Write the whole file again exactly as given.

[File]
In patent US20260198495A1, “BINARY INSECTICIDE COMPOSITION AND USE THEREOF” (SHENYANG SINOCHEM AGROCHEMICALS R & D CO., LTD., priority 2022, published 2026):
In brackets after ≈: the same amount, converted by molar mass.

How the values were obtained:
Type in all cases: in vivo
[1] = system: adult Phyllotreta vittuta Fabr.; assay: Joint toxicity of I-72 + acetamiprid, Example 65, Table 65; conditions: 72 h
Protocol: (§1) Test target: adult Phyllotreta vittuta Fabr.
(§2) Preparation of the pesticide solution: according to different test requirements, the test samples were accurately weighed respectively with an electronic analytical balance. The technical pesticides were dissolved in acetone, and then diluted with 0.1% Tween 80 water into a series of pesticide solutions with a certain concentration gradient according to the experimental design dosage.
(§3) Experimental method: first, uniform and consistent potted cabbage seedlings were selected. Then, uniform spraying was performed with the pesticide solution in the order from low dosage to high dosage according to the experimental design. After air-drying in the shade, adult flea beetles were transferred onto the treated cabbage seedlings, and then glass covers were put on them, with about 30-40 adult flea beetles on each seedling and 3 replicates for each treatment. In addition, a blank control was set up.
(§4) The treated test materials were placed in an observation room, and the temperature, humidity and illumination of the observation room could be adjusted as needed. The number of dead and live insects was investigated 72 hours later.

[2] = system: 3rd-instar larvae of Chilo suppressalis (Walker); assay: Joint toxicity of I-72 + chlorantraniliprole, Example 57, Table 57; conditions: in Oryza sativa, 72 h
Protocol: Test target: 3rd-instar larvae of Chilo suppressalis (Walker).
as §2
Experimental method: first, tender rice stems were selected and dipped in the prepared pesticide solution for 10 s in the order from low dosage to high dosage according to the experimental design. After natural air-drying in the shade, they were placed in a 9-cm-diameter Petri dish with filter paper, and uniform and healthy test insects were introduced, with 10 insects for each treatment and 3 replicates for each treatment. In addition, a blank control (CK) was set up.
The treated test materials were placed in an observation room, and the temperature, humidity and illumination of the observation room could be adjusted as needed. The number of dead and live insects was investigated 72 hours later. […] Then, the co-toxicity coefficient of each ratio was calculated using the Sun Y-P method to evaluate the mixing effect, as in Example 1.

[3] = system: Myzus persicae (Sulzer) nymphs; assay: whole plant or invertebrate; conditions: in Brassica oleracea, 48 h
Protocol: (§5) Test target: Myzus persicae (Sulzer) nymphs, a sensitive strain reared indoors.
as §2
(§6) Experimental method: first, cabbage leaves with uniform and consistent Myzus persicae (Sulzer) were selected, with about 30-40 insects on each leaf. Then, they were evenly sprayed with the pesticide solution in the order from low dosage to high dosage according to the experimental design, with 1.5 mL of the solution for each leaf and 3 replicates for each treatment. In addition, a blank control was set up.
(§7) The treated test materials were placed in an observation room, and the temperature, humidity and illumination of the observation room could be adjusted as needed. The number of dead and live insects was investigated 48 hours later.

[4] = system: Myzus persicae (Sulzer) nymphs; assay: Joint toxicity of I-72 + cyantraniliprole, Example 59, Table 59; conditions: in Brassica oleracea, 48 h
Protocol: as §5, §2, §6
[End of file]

In patent US20260198495A1, “BINARY INSECTICIDE COMPOSITION AND USE THEREOF” (SHENYANG SINOCHEM AGROCHEMICALS R & D CO., LTD., priority 2022, published 2026):
In brackets after ≈: the same amount, converted by molar mass.

How the values were obtained:
Type in all cases: in vivo
[1] = system: adult Phyllotreta vittuta Fabr.; assay: Joint toxicity of I-72 + acetamiprid, Example 65, Table 65; conditions: 72 h
Protocol: (§1) Test target: adult Phyllotreta vittuta Fabr.
(§2) Preparation of the pesticide solution: according to different test requirements, the test samples were accurately weighed respectively with an electronic analytical balance. The technical pesticides were dissolved in acetone, and then diluted with 0.1% Tween 80 water into a series of pesticide solutions with a certain concentration gradient according to the experimental design dosage.
(§3) Experimental method: first, uniform and consistent potted cabbage seedlings were selected. Then, uniform spraying was performed with the pesticide solution in the order from low dosage to high dosage according to the experimental design. After air-drying in the shade, adult flea beetles were transferred onto the treated cabbage seedlings, and then glass covers were put on them, with about 30-40 adult flea beetles on each seedling and 3 replicates for each treatment. In addition, a blank control was set up.
(§4) The treated test materials were placed in an observation room, and the temperature, humidity and illumination of the observation room could be adjusted as needed. The number of dead and live insects was investigated 72 hours later.

[2] = system: 3rd-instar larvae of Chilo suppressalis (Walker); assay: Joint toxicity of I-72 + chlorantraniliprole, Example 57, Table 57; conditions: in Oryza sativa, 72 h
Protocol: Test target: 3rd-instar larvae of Chilo suppressalis (Walker).
as §2
Experimental method: first, tender rice stems were selected and dipped in the prepared pesticide solution for 10 s in the order from low dosage to high dosage according to the experimental design. After natural air-drying in the shade, they were placed in a 9-cm-diameter Petri dish with filter paper, and uniform and healthy test insects were introduced, with 10 insects for each treatment and 3 replicates for each treatment. In addition, a blank control (CK) was set up.
The treated test materials were placed in an observation room, and the temperature, humidity and illumination of the observation room could be adjusted as needed. The number of dead and live insects was investigated 72 hours later. […] Then, the co-toxicity coefficient of each ratio was calculated using the Sun Y-P method to evaluate the mixing effect, as in Example 1.

[3] = system: Myzus persicae (Sulzer) nymphs; assay: whole plant or invertebrate; conditions: in Brassica oleracea, 48 h
Protocol: (§5) Test target: Myzus persicae (Sulzer) nymphs, a sensitive strain reared indoors.
as §2
(§6) Experimental method: first, cabbage leaves with uniform and consistent Myzus persicae (Sulzer) were selected, with about 30-40 insects on each leaf. Then, they were evenly sprayed with the pesticide solution in the order from low dosage to high dosage according to the experimental design, with 1.5 mL of the solution for each leaf and 3 replicates for each treatment. In addition, a blank control was set up.
(§7) The treated test materials were placed in an observation room, and the temperature, humidity and illumination of the observation room could be adjusted as needed. The number of dead and live insects was investigated 48 hours later.

[4] = system: Myzus persicae (Sulzer) nymphs; assay: Joint toxicity of I-72 + cyantraniliprole, Example 59, Table 59; conditions: in Brassica oleracea, 48 h
Protocol: as §5, §2, §6